“While local pine and oak were popular among traditional Cypriot carvers, it was wood from the flamouri tree that was most prized,” Christiana explains. “This flamouri is eminently workable, lacks a strong grain, and has infrequent knots. Which makes it ideal for sculptural carving…”

Known in English as the silver lime or silver linden, the tree is native to south-eastern Europe. The Ancient Greeks considered it sacred; the tree of goddesses and maternal love. Its flowers were used in calming tinctures and fragrant perfumes. And its wood was a notable favourite with painters and sculptors…

But, according to the Forestry Department, there is now no verified location where Tilia tomentosa (flamouri) is present in Cyprus. A few were planted some years ago at an altitude of 1,000 metres, but harsh climactic conditions dried them out. “So I import my flamouri from Italy,” says Christiana. “It’s the only way.”

Calling herself The Cypriot Woodcarver, Christiana has been working with silver linden for several years now, using ancient techniques to create a modern twist on traditional woodcarving.

She’s the antithesis of what one expects in a woodcarver: “When people see my work, they expect me to be about 70 years old and male,” she laughs. “And at fairs and markets where I sell my stuff, I’m often asked who the sculptor is. ‘Is it your dad?’ they enquire. ‘Your grandad?’ Everyone looks quite shocked when I tell them it’s me!”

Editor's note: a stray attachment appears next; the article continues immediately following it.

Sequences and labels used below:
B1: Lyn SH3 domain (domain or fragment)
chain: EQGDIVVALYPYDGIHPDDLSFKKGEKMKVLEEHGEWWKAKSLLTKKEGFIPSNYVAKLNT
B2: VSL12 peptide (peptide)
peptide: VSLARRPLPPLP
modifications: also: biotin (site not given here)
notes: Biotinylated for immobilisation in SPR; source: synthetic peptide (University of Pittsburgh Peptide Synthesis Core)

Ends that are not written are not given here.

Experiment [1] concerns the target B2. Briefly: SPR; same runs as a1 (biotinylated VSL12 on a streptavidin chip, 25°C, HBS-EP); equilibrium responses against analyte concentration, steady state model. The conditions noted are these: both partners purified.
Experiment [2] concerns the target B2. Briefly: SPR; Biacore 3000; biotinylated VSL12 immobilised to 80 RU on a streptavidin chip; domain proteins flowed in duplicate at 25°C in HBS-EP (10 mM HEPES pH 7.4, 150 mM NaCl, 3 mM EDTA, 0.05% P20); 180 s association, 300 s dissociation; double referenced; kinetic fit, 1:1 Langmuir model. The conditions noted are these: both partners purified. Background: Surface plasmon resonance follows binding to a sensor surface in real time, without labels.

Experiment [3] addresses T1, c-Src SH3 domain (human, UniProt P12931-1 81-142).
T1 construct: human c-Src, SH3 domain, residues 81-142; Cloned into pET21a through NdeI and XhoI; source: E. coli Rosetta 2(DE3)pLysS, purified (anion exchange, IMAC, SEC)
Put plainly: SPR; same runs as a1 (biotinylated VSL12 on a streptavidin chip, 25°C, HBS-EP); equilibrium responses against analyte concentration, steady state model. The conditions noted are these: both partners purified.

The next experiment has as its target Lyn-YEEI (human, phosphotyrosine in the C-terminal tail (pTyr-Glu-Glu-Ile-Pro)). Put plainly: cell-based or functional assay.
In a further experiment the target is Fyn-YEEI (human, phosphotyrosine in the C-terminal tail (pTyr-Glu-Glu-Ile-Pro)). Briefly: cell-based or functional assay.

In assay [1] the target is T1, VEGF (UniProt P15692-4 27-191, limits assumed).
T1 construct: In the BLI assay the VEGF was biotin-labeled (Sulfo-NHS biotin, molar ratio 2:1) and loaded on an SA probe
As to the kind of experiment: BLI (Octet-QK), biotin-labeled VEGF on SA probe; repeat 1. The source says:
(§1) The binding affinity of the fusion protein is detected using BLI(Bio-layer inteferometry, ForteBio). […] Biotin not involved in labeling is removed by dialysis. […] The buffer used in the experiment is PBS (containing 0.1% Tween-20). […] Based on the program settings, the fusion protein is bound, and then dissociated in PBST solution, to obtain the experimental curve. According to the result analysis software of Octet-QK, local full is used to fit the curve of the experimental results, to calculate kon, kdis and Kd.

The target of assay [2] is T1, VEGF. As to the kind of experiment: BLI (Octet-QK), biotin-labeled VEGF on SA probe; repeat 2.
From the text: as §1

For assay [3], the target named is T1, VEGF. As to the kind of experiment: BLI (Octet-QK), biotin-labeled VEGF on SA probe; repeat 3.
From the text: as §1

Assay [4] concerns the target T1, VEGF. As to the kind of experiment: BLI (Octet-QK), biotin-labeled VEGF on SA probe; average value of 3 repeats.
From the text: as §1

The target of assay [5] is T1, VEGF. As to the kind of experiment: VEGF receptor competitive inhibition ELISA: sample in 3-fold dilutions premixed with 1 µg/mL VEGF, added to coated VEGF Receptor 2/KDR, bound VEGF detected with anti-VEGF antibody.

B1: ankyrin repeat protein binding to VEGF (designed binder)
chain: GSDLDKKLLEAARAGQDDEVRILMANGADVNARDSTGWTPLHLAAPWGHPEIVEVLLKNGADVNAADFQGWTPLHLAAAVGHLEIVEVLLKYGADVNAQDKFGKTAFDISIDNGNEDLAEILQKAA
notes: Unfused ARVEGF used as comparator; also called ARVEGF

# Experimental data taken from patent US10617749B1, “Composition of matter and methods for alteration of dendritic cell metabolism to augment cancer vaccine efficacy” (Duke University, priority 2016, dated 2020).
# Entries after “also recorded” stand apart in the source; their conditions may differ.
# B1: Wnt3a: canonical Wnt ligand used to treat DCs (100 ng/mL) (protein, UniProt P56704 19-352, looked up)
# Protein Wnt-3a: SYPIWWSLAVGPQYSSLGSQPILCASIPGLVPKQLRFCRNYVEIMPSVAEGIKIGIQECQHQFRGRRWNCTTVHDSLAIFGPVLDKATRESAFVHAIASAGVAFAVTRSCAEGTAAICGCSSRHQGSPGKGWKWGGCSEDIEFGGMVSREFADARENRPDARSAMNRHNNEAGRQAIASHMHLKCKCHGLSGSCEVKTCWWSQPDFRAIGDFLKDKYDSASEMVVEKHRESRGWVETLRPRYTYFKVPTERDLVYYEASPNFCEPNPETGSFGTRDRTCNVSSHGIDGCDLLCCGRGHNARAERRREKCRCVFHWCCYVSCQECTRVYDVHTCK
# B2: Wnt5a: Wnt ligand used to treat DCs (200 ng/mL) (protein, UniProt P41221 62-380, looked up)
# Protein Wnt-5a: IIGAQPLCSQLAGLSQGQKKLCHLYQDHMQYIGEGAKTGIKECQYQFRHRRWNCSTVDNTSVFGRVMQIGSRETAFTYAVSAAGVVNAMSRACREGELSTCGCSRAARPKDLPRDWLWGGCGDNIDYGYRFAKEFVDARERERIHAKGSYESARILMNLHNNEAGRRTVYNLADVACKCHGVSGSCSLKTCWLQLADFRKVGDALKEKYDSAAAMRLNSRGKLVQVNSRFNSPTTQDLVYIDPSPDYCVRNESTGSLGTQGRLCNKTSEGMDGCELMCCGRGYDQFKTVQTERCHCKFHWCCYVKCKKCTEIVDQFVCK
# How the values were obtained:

Christiana has actually created a sculpture based on these expectations. “It’s what others imagine me to be,” she grins: “an old man, wrinkled by time, and holding a small carving of my sign!”

The sculpture is delightful, and the style is very much in keeping with her other carvings – a whimsical take on life in Cyprus…

“Although I use modern tools – Pfeil, Flexcut and Helvie carving knives, along with various chisels, drills and handsaws – the techniques I use would be familiar to my ancestors. And so would my subjects: I like to draw from what I see around me.”

feature3 this is what people think she looks like
This is what people think she looks like

Heavily inspired by Cyprus, Christiana’s carvings include an old couple in traditional dress, as well as the flora and fauna of the island. She’s currently completing a series based on local birds, and another that references life in the past – daily tasks in the home and fields.

“My sculptures may be more contemporary than the wood carvings of old,” she says. “But they reference the same elements and, hopefully, bring the same joy to customers. And of course, I like to use the same wood: flamouri

“It’s awful that you can’t really get it here now. I think, because of its scarcity, it now has protected status. That’s a good thing. But it’s also a testament to how our island has changed over the centuries, isn’t it? Cyprus is no longer the Green Island of the Mediterranean.”

 

To see more of Christiana’s carvings, visit the Instagram account @thecypriotcarver or the Etsy page TheCypriotCarverShop